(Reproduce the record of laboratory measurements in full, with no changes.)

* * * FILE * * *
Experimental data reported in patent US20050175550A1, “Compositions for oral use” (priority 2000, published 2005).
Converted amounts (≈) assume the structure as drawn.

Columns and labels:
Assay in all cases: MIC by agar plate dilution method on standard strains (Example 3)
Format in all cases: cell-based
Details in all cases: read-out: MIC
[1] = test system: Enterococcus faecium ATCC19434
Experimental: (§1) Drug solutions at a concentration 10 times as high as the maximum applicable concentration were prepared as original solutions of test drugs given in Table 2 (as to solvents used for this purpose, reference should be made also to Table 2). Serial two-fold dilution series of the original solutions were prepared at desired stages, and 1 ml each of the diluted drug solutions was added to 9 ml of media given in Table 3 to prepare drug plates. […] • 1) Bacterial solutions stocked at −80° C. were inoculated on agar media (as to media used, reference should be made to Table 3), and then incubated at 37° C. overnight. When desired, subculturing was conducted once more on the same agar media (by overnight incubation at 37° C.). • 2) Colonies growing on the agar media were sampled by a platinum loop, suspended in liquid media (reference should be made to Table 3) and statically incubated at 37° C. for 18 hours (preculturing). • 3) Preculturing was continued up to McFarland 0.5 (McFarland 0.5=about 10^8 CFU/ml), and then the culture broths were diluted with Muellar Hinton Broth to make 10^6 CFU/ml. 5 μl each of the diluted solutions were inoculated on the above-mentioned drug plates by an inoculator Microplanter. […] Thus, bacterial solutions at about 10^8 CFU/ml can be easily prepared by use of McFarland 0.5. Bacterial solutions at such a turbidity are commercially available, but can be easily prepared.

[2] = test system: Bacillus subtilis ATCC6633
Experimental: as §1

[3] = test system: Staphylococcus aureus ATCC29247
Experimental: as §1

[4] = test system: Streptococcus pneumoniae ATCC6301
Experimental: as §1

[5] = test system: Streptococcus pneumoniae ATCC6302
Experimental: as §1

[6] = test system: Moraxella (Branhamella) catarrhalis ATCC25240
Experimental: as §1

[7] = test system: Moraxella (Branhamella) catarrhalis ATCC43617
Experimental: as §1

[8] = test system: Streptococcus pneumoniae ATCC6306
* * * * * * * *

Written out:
Experimental data reported in patent US20050175550A1, “Compositions for oral use” (priority 2000, published 2005).
Converted amounts (≈) assume the structure as drawn.

Columns and labels:
Assay in all cases: MIC by agar plate dilution method on standard strains (Example 3)
Format in all cases: cell-based
Details in all cases: read-out: MIC
[1] = test system: Enterococcus faecium ATCC19434
Experimental: (§1) Drug solutions at a concentration 10 times as high as the maximum applicable concentration were prepared as original solutions of test drugs given in Table 2 (as to solvents used for this purpose, reference should be made also to Table 2). Serial two-fold dilution series of the original solutions were prepared at desired stages, and 1 ml each of the diluted drug solutions was added to 9 ml of media given in Table 3 to prepare drug plates. […] • 1) Bacterial solutions stocked at −80° C. were inoculated on agar media (as to media used, reference should be made to Table 3), and then incubated at 37° C. overnight. When desired, subculturing was conducted once more on the same agar media (by overnight incubation at 37° C.). • 2) Colonies growing on the agar media were sampled by a platinum loop, suspended in liquid media (reference should be made to Table 3) and statically incubated at 37° C. for 18 hours (preculturing). • 3) Preculturing was continued up to McFarland 0.5 (McFarland 0.5=about 10^8 CFU/ml), and then the culture broths were diluted with Muellar Hinton Broth to make 10^6 CFU/ml. 5 μl each of the diluted solutions were inoculated on the above-mentioned drug plates by an inoculator Microplanter. […] Thus, bacterial solutions at about 10^8 CFU/ml can be easily prepared by use of McFarland 0.5. Bacterial solutions at such a turbidity are commercially available, but can be easily prepared.

[2] = test system: Bacillus subtilis ATCC6633
Experimental: as §1

[3] = test system: Staphylococcus aureus ATCC29247
Experimental: as §1

[4] = test system: Streptococcus pneumoniae ATCC6301
Experimental: as §1

[5] = test system: Streptococcus pneumoniae ATCC6302
Experimental: as §1

[6] = test system: Moraxella (Branhamella) catarrhalis ATCC25240
Experimental: as §1

[7] = test system: Moraxella (Branhamella) catarrhalis ATCC43617
Experimental: as §1

[8] = test system: Streptococcus pneumoniae ATCC6306